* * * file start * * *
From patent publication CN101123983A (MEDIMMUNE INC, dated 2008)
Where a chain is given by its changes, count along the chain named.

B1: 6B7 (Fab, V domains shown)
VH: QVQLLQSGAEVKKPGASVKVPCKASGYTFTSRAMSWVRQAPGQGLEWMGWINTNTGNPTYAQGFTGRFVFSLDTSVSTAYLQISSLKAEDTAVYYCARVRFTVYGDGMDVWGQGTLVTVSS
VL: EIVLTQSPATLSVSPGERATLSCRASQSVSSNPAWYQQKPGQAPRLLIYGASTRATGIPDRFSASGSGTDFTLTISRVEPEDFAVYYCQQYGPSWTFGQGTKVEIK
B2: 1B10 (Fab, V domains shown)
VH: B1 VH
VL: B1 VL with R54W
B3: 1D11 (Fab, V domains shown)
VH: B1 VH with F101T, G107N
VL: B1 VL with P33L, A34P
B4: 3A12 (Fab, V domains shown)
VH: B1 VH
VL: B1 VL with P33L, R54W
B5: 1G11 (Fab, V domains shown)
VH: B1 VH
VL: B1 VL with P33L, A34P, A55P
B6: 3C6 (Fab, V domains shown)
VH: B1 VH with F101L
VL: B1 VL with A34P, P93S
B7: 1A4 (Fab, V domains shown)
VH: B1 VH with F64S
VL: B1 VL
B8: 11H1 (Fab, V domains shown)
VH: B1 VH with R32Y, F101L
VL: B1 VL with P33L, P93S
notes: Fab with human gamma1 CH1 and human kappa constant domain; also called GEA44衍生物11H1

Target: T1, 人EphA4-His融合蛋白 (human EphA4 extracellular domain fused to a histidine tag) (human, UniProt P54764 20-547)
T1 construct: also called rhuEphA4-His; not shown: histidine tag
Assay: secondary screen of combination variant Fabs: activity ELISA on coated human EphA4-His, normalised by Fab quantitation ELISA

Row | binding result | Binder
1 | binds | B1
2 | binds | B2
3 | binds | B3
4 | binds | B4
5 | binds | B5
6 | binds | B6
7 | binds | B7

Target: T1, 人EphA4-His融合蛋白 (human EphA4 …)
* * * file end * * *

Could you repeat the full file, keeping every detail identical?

From patent publication CN101123983A (MEDIMMUNE INC, dated 2008)
Where a chain is given by its changes, count along the chain named.

B1: 6B7 (Fab, V domains shown)
VH: QVQLLQSGAEVKKPGASVKVPCKASGYTFTSRAMSWVRQAPGQGLEWMGWINTNTGNPTYAQGFTGRFVFSLDTSVSTAYLQISSLKAEDTAVYYCARVRFTVYGDGMDVWGQGTLVTVSS
VL: EIVLTQSPATLSVSPGERATLSCRASQSVSSNPAWYQQKPGQAPRLLIYGASTRATGIPDRFSASGSGTDFTLTISRVEPEDFAVYYCQQYGPSWTFGQGTKVEIK
B2: 1B10 (Fab, V domains shown)
VH: B1 VH
VL: B1 VL with R54W
B3: 1D11 (Fab, V domains shown)
VH: B1 VH with F101T, G107N
VL: B1 VL with P33L, A34P
B4: 3A12 (Fab, V domains shown)
VH: B1 VH
VL: B1 VL with P33L, R54W
B5: 1G11 (Fab, V domains shown)
VH: B1 VH
VL: B1 VL with P33L, A34P, A55P
B6: 3C6 (Fab, V domains shown)
VH: B1 VH with F101L
VL: B1 VL with A34P, P93S
B7: 1A4 (Fab, V domains shown)
VH: B1 VH with F64S
VL: B1 VL
B8: 11H1 (Fab, V domains shown)
VH: B1 VH with R32Y, F101L
VL: B1 VL with P33L, P93S
notes: Fab with human gamma1 CH1 and human kappa constant domain; also called GEA44衍生物11H1

Target: T1, 人EphA4-His融合蛋白 (human EphA4 extracellular domain fused to a histidine tag) (human, UniProt P54764 20-547)
T1 construct: also called rhuEphA4-His; not shown: histidine tag
Assay: secondary screen of combination variant Fabs: activity ELISA on coated human EphA4-His, normalised by Fab quantitation ELISA

Row | binding result | Binder
1 | binds | B1
2 | binds | B2
3 | binds | B3
4 | binds | B4
5 | binds | B5
6 | binds | B6
7 | binds | B7

Target: T1, 人EphA4-His融合蛋白 (human EphA4 …)